Despite the track record of systemic and systematic violations of the range of human rights, the efforts to establish legally binding obligations and an instrument of enforcement within the UN system have been defeated by determined corporate opposition. The current Guiding Principles developed by the former Special Representative of the UN Secretary General, John Ruggie, do not create "any new international legal obligations" and are therefore non-binding.
Dr. Pedro Paez talks about the creation of a new financial architecture in Latin America, based on principles of redistribution, environmental sustainability and social cohesion rather than market principles that dominated the old architecture.
To which aspects of this crisis should Germans and especially German Christians be most attentive? What would be the right policies to escape from the debt crisis which has been allowed to fester and is now five years old?
Much touted "land investment" involves appropriation or landgrabbing. What positive alternative investments should public policy support which would strengthen the right to food, re-valorise agricultural work, and build up ecological capital?
In addition to having a strategic role as a provider of jobs, food needs, and economic sustainability, small-scale fisheries also become an important driver in conserving fish and natural resources through a variety of local knowledge.
The time has come to unite the hundreds of struggles, campaigns, networks, movements and organizations that are combating the different ways transnational corporations are appropriating our destinies, natural heritage and rights in every corner of the planet.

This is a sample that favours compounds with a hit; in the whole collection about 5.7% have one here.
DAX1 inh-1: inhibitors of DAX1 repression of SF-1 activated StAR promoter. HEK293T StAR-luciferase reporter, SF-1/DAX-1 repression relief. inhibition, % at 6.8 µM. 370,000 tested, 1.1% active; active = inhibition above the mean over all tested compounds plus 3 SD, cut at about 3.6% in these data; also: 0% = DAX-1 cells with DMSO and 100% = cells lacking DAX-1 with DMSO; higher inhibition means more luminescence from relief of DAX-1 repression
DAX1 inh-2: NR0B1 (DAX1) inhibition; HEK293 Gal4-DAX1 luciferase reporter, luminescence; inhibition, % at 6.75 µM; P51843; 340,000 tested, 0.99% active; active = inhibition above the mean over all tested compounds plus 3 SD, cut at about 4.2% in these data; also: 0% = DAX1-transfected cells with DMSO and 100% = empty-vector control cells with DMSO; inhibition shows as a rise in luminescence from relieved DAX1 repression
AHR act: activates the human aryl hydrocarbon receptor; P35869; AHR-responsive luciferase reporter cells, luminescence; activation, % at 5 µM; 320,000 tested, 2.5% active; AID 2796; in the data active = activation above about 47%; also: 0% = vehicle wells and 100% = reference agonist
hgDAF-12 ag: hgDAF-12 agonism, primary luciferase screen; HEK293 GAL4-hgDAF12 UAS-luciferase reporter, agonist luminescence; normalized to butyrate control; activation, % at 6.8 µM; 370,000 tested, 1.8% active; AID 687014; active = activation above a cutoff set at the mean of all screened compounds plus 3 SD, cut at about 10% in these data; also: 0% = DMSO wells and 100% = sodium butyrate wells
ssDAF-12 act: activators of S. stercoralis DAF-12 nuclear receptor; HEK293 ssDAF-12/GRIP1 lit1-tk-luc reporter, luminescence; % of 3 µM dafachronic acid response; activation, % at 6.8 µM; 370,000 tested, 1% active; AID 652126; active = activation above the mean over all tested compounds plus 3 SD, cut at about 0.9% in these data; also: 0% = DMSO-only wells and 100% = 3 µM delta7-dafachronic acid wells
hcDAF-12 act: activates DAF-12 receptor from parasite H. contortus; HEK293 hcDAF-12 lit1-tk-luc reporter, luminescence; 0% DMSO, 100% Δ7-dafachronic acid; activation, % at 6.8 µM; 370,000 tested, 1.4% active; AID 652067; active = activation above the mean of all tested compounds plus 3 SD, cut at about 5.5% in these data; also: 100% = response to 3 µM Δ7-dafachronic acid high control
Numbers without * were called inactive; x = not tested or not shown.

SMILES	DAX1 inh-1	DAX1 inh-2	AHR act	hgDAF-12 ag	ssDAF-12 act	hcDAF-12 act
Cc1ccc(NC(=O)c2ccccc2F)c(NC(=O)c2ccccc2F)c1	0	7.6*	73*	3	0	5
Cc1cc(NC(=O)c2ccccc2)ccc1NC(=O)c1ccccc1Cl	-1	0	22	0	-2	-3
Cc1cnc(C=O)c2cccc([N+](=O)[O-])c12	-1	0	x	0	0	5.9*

The Global Campaign to Dismantle Corporate Power and Stop Impunity & for Peoples Sovereignty, an international coalition of more than 200 organisations, social movements and networks convenes to a press conference Thursday 10th March 2016 12.30 pm Place des Nations, Geneva
The massive concentration and growth of corporate power poses a major threat to what remains of public services, highlighting the ever-deepening crisis of democracy, and the urgent need for people to reclaim the state.
One of the most impacting meetings took place Thursday, when more than 100 people filled a lecture hall, organized by the coalition Stop Corporate Impunity, to hear an array of speakers on a panel called “Confronting the Power of Transnational Corporations and Unpacking the Global Investment, Trade and Financial Regimes.”
Mayo Fuster Morell, responsible for BarCola, a group working on collaborative economy policies in Barcelona, shares her thoughts and experiences on how commons-based forms of collaboration can build a more just society.
On June 26, 2014, under the leadership of Ecuador and South Africa, the UN Human Rights Council passed landmark resolution 26/9,2 establishing an open-ended inter - governmental working group (IGWG)3 that is mandated to elaborate an international legally binding instrument on transnational corporations (TNCs) and other business enterprises with respect to human rights (hereinafter, the Treaty). It was a tight vote: the resolution was supported by 20 states, mainly from Africa and Asia, and opposed by 14, including the United States and the European Union, with 13 abstentions. The resolution strikes a nerve — and there is much expectation around it.